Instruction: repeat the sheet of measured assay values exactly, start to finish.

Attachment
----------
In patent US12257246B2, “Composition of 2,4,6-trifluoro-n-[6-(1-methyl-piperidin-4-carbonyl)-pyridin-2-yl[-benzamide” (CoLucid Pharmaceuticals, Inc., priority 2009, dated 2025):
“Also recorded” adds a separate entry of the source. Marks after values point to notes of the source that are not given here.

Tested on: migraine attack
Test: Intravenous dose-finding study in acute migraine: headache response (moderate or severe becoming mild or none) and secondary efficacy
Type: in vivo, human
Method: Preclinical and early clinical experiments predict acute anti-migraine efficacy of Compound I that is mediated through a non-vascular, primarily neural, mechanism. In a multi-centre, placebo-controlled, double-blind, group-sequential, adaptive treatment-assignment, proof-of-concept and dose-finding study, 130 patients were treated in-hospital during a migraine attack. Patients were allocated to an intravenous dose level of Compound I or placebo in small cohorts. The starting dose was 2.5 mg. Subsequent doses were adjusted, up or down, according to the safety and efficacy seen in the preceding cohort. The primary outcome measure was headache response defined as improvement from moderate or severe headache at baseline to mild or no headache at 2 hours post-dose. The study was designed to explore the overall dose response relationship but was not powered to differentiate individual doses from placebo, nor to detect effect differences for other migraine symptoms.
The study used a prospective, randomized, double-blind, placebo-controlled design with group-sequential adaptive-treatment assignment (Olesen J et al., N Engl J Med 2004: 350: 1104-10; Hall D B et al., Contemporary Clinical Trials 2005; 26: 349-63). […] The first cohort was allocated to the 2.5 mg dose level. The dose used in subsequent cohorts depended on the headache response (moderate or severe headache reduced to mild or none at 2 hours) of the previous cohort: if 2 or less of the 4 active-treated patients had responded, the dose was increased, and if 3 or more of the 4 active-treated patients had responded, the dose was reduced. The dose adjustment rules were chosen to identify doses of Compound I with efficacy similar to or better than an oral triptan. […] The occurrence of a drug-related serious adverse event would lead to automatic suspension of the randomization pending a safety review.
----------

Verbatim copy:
In patent US12257246B2, “Composition of 2,4,6-trifluoro-n-[6-(1-methyl-piperidin-4-carbonyl)-pyridin-2-yl[-benzamide” (CoLucid Pharmaceuticals, Inc., priority 2009, dated 2025):
“Also recorded” adds a separate entry of the source. Marks after values point to notes of the source that are not given here.

Tested on: migraine attack
Test: Intravenous dose-finding study in acute migraine: headache response (moderate or severe becoming mild or none) and secondary efficacy
Type: in vivo, human
Method: Preclinical and early clinical experiments predict acute anti-migraine efficacy of Compound I that is mediated through a non-vascular, primarily neural, mechanism. In a multi-centre, placebo-controlled, double-blind, group-sequential, adaptive treatment-assignment, proof-of-concept and dose-finding study, 130 patients were treated in-hospital during a migraine attack. Patients were allocated to an intravenous dose level of Compound I or placebo in small cohorts. The starting dose was 2.5 mg. Subsequent doses were adjusted, up or down, according to the safety and efficacy seen in the preceding cohort. The primary outcome measure was headache response defined as improvement from moderate or severe headache at baseline to mild or no headache at 2 hours post-dose. The study was designed to explore the overall dose response relationship but was not powered to differentiate individual doses from placebo, nor to detect effect differences for other migraine symptoms.
The study used a prospective, randomized, double-blind, placebo-controlled design with group-sequential adaptive-treatment assignment (Olesen J et al., N Engl J Med 2004: 350: 1104-10; Hall D B et al., Contemporary Clinical Trials 2005; 26: 349-63). […] The first cohort was allocated to the 2.5 mg dose level. The dose used in subsequent cohorts depended on the headache response (moderate or severe headache reduced to mild or none at 2 hours) of the previous cohort: if 2 or less of the 4 active-treated patients had responded, the dose was increased, and if 3 or more of the 4 active-treated patients had responded, the dose was reduced. The dose adjustment rules were chosen to identify doses of Compound I with efficacy similar to or better than an oral triptan. […] The occurrence of a drug-related serious adverse event would lead to automatic suspension of the randomization pending a safety review.